Kid's hoodie "You're made of magic"

From Lived Experience to Advocacy: A Journey Through Mental Health, Chronic Illness, and Disability

Written by Lillian China Smith

What motivated you to become a mental health advocate or an advocate?

I am not only a mental health advocate but an advocate for chronic illness and disability as well. I was motivated by my lived experience with mental health issues, chronic illness, and by being a parent of a child with special needs, which is a role I consider to be more important than my own issues and has taught me a lot about living with mine over the years.

How do you define advocacy, and what does it entail for you?

I define advocacy as being kind, and educating people wherever possible. Typically, before people have some form of direct experience with illness or disability they are not able understand how to interact with it or treat it. So, it is great to try to put people in those shoes and give them first-hand experience, because things can seem scary and overwhelming.

Can you share some personal experiences that have shaped your advocacy work in mental health, chronic illness or disability?

I live with multiple chronic illnesses, which I have detailed in my recent book, The Lupus Diaries (2023), which I released with Pegasus Publishers. Living with mental health issues, and physical health issues, is challenging. You always want to keep them both under control. It takes years of getting the right medicines, meeting the right doctors, and a lot of dedication, determination and persistence. But my own issues have taken a backseat as I am fortunate to be a parent now to a 4 – almost 5 -  year old little boy, who keeps me quite busy. He is the reason I am an advocate for disabilities. He has special needs, and has taught me a lot about bravery, confidence, and kindness. He opened my eyes to the special needs community, which is such a beautiful and accepting place.

What are the key issues or challenges you focus on as an advocate?

I advocate personally through my writing, and wrote on The Mighty for many years, sharing bits of my life, to help other people cope with their health issues and to live better lives. In the past, I have written a lot about chronic health, mental health, and have recently released a memoir and self-help style book called The Lupus Diaries: My Life With Chronic Illness (2023). I have yet to write for the special needs community. I am also an active philanthropist on the board of a Canadian foundation. Moreover, I am interested and work on issues that are poignant, or have some personal significance.

What strategies do you use to combat the stigma surrounding mental illness?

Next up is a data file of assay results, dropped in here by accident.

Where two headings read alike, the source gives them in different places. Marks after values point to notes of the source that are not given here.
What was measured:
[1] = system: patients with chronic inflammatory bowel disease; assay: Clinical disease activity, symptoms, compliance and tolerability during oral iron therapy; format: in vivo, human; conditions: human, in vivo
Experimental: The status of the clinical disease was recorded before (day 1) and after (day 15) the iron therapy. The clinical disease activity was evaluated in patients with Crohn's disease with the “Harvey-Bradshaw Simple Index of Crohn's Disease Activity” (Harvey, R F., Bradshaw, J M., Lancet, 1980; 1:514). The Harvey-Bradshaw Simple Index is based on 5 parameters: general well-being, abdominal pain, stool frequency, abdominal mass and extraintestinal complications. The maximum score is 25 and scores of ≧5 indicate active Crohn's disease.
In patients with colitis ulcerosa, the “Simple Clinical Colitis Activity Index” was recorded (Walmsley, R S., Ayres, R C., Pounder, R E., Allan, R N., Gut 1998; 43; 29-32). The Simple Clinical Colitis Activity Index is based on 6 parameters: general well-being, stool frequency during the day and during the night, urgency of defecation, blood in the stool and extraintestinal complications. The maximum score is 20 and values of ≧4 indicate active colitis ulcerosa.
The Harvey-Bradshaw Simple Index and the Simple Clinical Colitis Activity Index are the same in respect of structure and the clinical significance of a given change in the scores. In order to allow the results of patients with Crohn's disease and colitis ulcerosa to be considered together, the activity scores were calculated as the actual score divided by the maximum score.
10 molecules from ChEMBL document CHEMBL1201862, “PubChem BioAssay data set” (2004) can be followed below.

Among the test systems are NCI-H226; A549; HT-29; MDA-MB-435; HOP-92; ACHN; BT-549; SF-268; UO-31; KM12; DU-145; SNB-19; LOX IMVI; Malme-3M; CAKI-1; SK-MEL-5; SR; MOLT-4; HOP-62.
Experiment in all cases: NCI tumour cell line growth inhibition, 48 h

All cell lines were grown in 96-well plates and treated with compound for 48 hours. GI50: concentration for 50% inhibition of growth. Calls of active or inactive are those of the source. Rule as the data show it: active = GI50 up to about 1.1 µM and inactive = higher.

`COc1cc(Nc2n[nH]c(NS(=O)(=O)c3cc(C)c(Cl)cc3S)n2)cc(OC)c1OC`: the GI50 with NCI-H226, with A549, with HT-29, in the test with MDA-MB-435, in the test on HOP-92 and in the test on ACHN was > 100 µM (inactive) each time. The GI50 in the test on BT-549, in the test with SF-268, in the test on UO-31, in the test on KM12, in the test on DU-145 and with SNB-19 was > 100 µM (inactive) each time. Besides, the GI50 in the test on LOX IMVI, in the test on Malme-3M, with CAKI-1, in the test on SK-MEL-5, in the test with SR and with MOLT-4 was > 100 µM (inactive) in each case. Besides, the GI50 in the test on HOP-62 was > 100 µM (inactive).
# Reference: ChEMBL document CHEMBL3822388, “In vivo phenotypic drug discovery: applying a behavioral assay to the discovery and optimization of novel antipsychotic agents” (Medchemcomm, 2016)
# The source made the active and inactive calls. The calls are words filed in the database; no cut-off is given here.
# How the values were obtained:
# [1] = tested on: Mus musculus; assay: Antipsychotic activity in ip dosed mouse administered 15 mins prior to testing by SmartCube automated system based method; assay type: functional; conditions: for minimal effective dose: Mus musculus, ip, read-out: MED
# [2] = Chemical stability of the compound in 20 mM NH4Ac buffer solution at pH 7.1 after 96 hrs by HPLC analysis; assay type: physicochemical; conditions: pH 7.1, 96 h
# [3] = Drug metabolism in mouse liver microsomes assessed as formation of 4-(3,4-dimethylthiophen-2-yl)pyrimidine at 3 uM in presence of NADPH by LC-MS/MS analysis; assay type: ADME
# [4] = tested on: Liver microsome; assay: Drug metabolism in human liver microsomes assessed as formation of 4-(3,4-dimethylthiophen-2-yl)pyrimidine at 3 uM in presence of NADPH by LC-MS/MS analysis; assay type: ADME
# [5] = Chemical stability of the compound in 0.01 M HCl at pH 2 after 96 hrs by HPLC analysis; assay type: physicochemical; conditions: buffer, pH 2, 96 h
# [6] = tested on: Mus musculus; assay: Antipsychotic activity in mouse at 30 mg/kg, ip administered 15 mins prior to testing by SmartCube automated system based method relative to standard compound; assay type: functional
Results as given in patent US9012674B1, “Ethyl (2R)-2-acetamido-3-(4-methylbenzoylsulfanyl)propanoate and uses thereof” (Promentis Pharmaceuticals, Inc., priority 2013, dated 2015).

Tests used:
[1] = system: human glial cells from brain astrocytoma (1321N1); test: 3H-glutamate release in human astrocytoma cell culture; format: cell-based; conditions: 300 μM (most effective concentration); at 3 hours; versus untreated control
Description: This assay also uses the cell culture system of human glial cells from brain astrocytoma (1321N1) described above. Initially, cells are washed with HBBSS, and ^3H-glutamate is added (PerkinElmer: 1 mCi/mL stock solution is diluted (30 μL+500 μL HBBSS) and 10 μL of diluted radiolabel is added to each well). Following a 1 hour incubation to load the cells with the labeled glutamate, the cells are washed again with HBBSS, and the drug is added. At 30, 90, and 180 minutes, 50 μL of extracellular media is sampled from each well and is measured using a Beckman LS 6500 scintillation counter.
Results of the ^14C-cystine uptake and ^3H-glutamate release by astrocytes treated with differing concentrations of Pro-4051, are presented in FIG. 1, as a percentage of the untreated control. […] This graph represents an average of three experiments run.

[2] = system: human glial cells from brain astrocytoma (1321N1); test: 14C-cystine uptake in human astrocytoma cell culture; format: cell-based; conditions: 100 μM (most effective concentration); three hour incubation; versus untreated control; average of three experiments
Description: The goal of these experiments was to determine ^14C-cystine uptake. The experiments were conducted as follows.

Just talk about your experience, as openly as you can. Try to find stories or things that make it relatable to people because, if someone has not lived through it with you, it will seem foreign to them. If they have only seen you at your worst, they may be afraid. Try to explain it to them in bite sized chunks, and break it into digestible pieces. Be humble, but don’t disrespect yourself just because you have a condition. Living with chronic pain or being neurodivergent doesn’t mean you have to let people treat you badly. In the words of Temple Grandin, you are “different, not less.” Don’t try to fit into society’s expectations or restrict yourself to how they define a specific mental health condition. Just be you. The same goes for neurodiversity, and chronic illness, and all varieties of illness.

How do you support individuals who are struggling with their mental health but may be hesitant to seek help?

You can just continue to be there for them and supporting them until they are ready to seek help. Offer support and ways for them to seek opportunities that benefit them. Present these offers in a gentle demeanor as to not overwhelm those that are struggling with their mental health. Always be a good friend that has their best interests at heart.

What are your top 3 products from June Adaptive’s Inclusive Threads collection? 

I think that the kids Footwear from June Adaptive is great because it suits kids with Cerebral Palsy. It can fit an AFO shoe, because of the zip along the side. These shoes would be a welcome breath of well-designed fresh air for AFOS. I would recommend these shoes because of how nice they look and well suited they seem for these purposes. 

Boy's Marine Camo Lightweight Shoes with Rear Zipper Access

The Inclusive Threads Collection – Imperfectly Perfect Top + Bottoms would be perfect for me because I have fibromyalgia and I live in sweatpants. I don’t like tight clothes or anything that is tight on my skin.

Imperfectly Perfect - Gender Neutral Crewneck Sweatshirt

Finally, I would like to recommend the You’re Made Of Magic Sweater Kids Hoodie. I would recommend these sweaters are because they are advertised for celebrating children who are neurodiverse or are on the spectrum. 

You're Made Of Magic - Kids Hoodie

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Follow Lillian China Smith on:

Twitter/X: lilliancsmith

Threads: @lillianchinasmith

Instagram: @lillianchinasmith

Website: wordpress

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